McClatchy Bankruptcy Would Likely Remove Pension Obligations
McClatchy, the second-biggest newspaper chain in the country, may file for bankruptcy next year as debt and pension obligations weigh down its balance, according to analysts cited by Bloomberg News.
Handing off its pension plan to the U.S. government may be the best way to save the company from total liquidation, although the company could sell some of its titles to raise money.
McClatchy publishes the Miami Herald, The Charlotte Observer,The Kansas City Star and the Forth Worth Star-Telegram among its stable of 29 newspapers.
Media analyst Craig Huber, founder of Huber Research Partners, estimated that McClatchy's free cash flow will be less than $20 million next year. That won't be enough to cover a mandatory $124 million contribution to its pension plan, according to Bloomberg.
S&P Global Ratings estimated McClatchy will run out of money by September, while downgrading its corporate debt rating even further. McClatchy's pension plan is underfunded by about $535 million.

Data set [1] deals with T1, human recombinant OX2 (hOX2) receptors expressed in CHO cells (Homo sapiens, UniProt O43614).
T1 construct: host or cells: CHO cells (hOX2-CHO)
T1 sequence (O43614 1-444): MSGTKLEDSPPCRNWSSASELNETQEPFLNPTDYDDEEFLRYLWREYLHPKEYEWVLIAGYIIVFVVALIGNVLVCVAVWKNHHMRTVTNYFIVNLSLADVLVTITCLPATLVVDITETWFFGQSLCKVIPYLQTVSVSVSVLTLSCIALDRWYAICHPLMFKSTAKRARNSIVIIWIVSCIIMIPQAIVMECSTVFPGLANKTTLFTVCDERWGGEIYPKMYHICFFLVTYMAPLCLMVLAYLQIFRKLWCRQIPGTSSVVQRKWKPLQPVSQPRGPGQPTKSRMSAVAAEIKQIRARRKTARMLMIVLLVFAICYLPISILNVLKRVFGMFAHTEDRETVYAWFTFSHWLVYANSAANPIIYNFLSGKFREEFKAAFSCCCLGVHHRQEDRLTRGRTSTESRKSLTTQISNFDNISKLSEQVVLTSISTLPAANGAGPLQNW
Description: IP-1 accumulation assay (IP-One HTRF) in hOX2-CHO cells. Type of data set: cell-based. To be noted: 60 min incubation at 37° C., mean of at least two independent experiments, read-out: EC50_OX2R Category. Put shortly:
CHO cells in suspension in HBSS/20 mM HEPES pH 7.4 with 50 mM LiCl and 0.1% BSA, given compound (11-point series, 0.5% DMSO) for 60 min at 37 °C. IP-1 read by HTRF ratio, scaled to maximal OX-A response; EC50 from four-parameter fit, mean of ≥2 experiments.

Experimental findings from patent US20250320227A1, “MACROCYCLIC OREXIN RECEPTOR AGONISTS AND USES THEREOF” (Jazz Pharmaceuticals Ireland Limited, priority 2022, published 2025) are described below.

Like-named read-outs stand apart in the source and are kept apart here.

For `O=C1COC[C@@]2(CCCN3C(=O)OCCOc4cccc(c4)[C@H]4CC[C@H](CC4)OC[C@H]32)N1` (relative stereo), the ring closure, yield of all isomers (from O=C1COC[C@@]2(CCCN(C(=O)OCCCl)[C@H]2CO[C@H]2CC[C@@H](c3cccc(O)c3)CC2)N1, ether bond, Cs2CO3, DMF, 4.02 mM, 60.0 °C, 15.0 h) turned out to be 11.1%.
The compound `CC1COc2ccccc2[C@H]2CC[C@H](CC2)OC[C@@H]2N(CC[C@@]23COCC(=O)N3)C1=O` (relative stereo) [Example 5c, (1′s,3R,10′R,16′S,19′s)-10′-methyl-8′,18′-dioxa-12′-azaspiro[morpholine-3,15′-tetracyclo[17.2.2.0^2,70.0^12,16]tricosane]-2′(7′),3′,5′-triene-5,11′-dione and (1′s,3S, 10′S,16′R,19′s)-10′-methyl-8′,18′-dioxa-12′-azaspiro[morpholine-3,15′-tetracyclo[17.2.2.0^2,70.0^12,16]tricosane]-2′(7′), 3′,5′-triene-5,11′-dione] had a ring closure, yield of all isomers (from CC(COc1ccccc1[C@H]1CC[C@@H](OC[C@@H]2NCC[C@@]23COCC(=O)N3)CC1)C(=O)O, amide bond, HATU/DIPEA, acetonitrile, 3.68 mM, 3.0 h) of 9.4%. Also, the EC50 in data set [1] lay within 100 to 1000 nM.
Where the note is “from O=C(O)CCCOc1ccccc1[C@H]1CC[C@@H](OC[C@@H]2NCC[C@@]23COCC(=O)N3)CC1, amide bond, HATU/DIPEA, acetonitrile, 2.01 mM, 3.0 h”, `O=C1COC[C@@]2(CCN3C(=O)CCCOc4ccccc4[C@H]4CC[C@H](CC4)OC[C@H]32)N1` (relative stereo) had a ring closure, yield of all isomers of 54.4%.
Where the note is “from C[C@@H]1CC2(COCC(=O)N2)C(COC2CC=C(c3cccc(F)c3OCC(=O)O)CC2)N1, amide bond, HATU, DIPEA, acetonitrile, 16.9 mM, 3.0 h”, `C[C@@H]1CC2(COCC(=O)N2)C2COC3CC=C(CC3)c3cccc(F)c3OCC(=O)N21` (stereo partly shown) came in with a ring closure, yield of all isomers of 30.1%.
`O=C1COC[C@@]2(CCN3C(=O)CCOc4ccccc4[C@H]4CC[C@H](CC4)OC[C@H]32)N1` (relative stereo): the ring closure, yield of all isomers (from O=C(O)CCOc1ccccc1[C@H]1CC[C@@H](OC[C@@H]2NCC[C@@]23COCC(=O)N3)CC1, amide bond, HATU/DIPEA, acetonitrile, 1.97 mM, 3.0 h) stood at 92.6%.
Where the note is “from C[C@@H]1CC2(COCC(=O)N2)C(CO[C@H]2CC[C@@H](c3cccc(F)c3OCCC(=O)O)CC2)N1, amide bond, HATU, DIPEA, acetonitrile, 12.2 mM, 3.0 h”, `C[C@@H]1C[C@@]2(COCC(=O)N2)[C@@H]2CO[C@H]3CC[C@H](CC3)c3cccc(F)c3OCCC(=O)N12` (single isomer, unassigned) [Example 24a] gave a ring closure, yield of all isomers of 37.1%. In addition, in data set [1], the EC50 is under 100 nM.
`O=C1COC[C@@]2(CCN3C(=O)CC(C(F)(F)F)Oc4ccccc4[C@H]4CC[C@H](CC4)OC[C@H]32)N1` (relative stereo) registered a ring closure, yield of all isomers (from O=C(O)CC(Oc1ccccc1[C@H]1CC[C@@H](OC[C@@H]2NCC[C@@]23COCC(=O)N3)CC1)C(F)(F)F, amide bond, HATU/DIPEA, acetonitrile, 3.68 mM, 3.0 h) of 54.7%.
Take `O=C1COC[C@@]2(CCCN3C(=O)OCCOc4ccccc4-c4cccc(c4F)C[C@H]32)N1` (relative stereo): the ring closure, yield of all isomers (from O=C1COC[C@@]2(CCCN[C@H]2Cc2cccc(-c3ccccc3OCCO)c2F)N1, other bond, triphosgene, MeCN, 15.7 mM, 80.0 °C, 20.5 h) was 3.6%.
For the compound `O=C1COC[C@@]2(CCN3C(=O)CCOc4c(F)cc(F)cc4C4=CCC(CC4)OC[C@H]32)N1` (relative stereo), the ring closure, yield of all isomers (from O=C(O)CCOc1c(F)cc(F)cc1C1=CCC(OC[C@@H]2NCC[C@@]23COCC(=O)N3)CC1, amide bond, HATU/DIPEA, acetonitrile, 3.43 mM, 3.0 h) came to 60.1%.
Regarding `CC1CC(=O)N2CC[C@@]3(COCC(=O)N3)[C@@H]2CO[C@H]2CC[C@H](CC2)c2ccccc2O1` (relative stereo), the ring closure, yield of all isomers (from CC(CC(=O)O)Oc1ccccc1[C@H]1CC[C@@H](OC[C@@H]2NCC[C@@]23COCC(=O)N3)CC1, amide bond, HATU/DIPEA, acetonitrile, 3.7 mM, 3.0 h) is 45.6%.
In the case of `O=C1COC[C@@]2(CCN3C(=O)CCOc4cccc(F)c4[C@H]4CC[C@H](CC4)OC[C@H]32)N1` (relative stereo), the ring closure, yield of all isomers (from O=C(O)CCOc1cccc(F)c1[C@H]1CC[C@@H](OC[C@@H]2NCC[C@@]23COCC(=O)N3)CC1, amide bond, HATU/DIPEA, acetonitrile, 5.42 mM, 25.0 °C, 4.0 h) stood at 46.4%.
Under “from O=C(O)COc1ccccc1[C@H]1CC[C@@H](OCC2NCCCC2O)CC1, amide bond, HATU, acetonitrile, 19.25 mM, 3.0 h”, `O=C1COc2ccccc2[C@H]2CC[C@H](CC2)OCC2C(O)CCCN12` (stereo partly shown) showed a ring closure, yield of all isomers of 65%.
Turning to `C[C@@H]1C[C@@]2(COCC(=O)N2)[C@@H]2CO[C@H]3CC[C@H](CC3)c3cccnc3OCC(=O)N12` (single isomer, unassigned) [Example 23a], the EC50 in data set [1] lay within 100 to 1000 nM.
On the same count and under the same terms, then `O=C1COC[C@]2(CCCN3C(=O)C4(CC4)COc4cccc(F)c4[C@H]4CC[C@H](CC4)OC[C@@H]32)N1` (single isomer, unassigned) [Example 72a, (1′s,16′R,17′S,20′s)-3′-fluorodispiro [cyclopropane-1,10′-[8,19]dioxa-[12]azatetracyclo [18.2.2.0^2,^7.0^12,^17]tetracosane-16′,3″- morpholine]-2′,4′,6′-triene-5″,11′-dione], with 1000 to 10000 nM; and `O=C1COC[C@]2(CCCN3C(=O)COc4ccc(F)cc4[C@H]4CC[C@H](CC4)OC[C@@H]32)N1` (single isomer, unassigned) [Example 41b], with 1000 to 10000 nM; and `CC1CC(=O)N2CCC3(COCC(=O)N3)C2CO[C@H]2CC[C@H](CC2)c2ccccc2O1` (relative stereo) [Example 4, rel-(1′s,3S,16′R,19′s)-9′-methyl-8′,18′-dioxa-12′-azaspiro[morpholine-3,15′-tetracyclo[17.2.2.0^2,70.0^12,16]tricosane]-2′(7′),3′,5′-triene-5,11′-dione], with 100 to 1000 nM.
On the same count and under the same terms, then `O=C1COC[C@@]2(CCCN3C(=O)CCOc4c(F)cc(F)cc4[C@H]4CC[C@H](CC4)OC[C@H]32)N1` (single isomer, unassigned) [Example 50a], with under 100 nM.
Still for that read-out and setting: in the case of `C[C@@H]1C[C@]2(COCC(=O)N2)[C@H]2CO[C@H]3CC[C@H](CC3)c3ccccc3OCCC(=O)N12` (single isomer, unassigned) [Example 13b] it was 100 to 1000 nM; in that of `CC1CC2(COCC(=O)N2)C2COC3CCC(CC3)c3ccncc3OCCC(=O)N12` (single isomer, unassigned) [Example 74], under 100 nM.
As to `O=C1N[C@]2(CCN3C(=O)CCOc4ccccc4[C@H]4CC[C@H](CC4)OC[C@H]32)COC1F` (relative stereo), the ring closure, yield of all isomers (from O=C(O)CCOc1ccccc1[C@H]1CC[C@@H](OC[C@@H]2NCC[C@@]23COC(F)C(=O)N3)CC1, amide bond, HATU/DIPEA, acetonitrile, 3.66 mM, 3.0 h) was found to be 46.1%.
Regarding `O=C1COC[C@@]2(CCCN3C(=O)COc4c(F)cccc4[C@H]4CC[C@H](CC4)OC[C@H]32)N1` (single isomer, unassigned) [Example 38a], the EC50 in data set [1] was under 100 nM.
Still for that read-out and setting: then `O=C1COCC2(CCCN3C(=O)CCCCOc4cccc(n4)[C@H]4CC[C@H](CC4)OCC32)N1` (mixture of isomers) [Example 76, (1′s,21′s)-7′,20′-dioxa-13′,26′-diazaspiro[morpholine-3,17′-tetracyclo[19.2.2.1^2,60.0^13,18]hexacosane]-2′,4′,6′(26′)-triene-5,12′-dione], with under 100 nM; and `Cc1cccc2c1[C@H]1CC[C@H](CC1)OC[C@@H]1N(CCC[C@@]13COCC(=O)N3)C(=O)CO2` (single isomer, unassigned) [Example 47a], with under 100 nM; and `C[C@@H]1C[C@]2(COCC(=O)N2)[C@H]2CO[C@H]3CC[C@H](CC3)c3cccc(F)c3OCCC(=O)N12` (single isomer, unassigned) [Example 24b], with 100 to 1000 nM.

McClatchy's principal debt totaled $709 million as of the end of September, while its cash holdings were a paltry $11.4 million. The company recently cut back on printing Saturday editions of its newspapers to contain costs.
Chatham Asset Management is the biggest holder of McClatchy debt and would help decide what to do with McClatchy in a bankruptcy filing. Ideally, it would devise a way to preserve the company as a going concern, instead of breaking it up, closing newspapers and throwing thousands of workers out on the street.
More likely, the newspapers would find buyers in a court-supervised sale and continue to operate with healthier balance sheets.
It's also possible that McClatchy's pension will be handed off to the Pension Benefit Guaranty Corporation, a federal agency that acts as a backstop to pension plans of companies in dire financial straits. When Lehman Brothers went bankrupt in 2008, my pension plan was handed off to the PBGC — I really have little idea of what happened to the money.
I recently reactivated my online account at the PBGC to see if there were any interesting updates about the plan's status. I'm waiting for more information to arrive in the mail. I've fretted over reports that the PBGC will need a taxpayer-funded bailout to cover its growing financial obligations to retired workers.
McClatchy employees may want to familiarize themselves with the federal agency, especially if it ends up overseeing their financial futures.